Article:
So for us, Thanksgiving's become kind of an anchor in the year. It's the time when we're sure that we're going to see these folks we really like and we think of them as our “anyway friends.“ We walk in the door on Thanksgiving and we say, ”Hey, how have you been? Well, anyway...“ And then we just pick up the conversation right there where we left off a whole year ago. So we're grateful that Thanksgiving gives us a chance to reconnect with our ”anyway friends,“ and better yet over delicious food and drink

Memories from Thanksgivings past

Sonoko Sakai
Author, “Mai and the Missing Melon
I have a happy memory to share from Thanksgiving years ago. I got to dress a turkey. Well, all of us dress a turkey, but that particular turkey got a special dressing. I put a tuxedo on it. I made the tuxedo from pie dough and brushed it with some egg and baked it like a pie. It was a beautiful golden tuxedo and we served it and the guests loved it. I was very lucky that my mother would let me do things like that. My curiosity was always a challenge with these happy adventures.

Thomas Keller

Chef, The French Laundry, Per Se and Bouchon Bistro, among other restaurants
Thanksgiving is a day where it's all about your family, and not about the gifts or anything else. Not about a single person, but about all of us together, celebrating a moment with one another. As a young person, my mother worked in the evening, so Thanksgiving Day was an extra special day for us because she actually cooked dinner for us. And that was a wonderful thing with my brothers and my sister and mother, just enjoying those moments together as a family.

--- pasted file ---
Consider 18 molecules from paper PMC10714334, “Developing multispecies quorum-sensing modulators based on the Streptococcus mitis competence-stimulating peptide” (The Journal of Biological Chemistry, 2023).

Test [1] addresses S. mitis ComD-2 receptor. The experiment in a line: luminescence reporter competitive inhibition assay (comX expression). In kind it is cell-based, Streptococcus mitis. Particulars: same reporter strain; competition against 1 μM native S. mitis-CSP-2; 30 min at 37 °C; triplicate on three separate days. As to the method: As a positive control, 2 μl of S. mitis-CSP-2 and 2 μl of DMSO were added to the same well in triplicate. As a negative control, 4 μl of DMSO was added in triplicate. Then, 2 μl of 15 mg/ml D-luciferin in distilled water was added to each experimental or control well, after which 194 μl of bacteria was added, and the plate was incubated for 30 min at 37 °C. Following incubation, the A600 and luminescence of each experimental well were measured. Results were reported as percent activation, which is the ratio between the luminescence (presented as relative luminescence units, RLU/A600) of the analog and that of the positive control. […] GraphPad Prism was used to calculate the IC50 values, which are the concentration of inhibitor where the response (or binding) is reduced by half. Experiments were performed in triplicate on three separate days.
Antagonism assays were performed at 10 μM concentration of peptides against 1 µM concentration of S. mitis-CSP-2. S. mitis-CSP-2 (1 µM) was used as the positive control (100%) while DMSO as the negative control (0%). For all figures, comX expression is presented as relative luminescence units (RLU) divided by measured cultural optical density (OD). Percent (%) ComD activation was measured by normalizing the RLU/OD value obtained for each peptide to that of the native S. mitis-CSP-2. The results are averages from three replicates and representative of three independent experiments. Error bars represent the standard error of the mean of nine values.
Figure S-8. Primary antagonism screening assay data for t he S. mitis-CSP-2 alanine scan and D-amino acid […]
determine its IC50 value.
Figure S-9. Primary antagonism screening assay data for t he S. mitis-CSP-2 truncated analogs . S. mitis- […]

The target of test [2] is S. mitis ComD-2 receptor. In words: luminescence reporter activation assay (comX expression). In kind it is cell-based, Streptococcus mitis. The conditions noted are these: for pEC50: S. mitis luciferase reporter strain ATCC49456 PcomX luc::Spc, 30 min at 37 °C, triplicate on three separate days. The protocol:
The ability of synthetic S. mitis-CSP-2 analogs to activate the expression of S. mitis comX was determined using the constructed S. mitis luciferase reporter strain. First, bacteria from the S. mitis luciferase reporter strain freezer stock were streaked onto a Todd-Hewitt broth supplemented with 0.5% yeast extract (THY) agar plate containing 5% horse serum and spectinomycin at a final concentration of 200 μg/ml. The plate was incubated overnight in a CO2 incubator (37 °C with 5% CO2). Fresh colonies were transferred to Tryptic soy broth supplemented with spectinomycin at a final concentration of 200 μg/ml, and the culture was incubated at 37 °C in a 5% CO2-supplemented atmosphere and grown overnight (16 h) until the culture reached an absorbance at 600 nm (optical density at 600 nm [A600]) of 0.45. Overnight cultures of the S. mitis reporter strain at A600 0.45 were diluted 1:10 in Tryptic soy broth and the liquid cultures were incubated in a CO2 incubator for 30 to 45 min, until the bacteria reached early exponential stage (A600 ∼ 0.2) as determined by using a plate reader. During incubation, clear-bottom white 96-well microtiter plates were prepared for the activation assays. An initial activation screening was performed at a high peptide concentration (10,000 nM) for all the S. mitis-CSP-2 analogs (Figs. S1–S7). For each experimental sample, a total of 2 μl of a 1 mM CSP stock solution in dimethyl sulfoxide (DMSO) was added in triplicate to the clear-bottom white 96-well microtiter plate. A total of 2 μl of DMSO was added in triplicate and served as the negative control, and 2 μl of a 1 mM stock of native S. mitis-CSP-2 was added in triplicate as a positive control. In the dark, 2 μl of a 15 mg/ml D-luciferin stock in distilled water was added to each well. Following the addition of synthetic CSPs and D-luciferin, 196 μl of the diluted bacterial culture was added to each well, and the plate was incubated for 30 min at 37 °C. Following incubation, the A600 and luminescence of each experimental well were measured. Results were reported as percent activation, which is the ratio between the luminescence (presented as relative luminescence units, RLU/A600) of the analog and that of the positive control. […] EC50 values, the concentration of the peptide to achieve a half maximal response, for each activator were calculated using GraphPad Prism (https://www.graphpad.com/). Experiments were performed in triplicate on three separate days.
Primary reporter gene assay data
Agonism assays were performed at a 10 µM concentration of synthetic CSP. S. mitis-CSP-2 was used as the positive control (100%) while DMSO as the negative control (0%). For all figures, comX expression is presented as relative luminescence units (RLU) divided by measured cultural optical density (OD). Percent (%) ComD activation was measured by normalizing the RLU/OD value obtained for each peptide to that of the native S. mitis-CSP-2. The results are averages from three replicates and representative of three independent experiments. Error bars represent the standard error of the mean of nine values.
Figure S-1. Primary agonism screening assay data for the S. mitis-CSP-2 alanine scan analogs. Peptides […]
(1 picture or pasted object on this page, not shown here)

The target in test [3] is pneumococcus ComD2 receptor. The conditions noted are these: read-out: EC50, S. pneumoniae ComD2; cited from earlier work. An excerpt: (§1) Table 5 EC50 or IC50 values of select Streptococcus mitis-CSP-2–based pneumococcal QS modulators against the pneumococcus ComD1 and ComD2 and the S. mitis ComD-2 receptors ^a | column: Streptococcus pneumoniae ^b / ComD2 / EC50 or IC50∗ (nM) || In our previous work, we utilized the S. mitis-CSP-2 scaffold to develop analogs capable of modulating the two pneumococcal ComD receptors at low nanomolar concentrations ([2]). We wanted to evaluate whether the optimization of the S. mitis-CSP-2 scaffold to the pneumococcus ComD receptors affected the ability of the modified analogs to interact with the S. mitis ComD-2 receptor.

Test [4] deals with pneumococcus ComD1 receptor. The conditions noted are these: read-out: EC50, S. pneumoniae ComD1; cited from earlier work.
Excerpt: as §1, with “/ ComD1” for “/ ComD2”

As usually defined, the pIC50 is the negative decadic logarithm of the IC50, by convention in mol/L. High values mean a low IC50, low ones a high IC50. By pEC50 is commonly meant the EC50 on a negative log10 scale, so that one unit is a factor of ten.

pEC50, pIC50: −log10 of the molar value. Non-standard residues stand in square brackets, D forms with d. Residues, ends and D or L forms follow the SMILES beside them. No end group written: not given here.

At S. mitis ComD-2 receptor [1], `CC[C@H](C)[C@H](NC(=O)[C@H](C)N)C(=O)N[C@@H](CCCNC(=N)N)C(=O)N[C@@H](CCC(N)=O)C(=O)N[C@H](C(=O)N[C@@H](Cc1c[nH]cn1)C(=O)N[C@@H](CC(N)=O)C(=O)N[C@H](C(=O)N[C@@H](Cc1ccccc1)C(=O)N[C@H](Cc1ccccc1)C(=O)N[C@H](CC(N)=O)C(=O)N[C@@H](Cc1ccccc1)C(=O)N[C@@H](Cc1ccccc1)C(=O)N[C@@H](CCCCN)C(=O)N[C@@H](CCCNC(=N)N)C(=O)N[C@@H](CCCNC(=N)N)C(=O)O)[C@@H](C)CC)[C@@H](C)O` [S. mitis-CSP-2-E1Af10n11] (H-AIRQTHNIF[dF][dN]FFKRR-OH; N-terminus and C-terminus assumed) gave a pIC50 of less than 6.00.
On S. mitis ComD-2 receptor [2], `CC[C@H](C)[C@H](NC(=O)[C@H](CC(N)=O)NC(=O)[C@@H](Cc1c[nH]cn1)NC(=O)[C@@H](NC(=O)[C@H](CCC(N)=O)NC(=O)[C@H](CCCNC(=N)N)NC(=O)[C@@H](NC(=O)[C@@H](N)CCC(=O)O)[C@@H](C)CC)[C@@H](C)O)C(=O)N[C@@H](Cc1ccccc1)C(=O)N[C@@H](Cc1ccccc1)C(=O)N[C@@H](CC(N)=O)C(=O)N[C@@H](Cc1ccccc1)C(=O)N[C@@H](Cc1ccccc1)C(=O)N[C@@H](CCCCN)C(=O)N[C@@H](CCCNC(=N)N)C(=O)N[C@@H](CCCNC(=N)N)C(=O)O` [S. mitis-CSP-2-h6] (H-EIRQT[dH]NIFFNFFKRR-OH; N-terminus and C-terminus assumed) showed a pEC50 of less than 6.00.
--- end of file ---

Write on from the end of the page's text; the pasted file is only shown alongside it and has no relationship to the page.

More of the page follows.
Tyler Aiken

Chef, Le Cavalier
My favorite memory of Thanksgiving is my grandmother's cornbread. Every year it was the unsung hero at the dinner table alongside all the knife cuts she'd done with a dull paring knife and arthritic hands. I've never had another quite like it but to this day, any kind of cornbread transports me to that childhood holiday table and reminds me of the loving abundance she's always assemble.

Illyanna Maisonet
Author, “Diasporican: A Puerto Rican Cookbook"
When I was young, I'd walk the mile to my grandma's house and help her get the turkey out of the oven. It was also just a moment to spend time with her before the chaos of our very large family packed into her very small townhouse. She served turkey, mashed potatoes, cornbread stuffing with salami—hard salami—rolls, cranberry sauce out of the can, the kind that is the best at noon. That way my family had time to visit, play football, play dominoes, drink libations, dance, eat again, and be home comfy cozy in your pjs by 8pm. And that's tradition. That's a tradition I still carry, even if it's only for a few people as opposed to dozens.

Alice Waters
Chef, Chez Panisse
I always have Thanksgiving at home with my friends and their families. We're about 10 or 15 people at my kitchen table in front of a fireplace. But this last year, the sons who are grown up now of my friend Sharon, came over very early, and they took my heritage breed organic turkey, and they fitted it in the fireplace. They helped to make all of the dishes that I had wanted to do. It it was such a delight to watch them work, keeping their eye on the turkey all the time. And Sharon always brings the desserts. We have the most wonderful gathering and lighting of the candle.

I'm grateful for the farmers and the ranchers, who are taking care of the land for our future. And always grateful to be seated at a beautiful table [with food] that smells good and tastes good. It was wonderful last year, and I cannot wait until this year.

Gratitude on Thanksgiving

Lidia Bastianich
Author, “Lidia's From Our Family Table to Yours"
I am grateful and appreciative of the opportunity that I was given as a young immigrant to become an American. And [I am appreciative] of my children and grandchildren that are American. Together, we celebrate this great holiday. Celebrating this great country America.

Jacques Pépin
Author, “Cooking My Way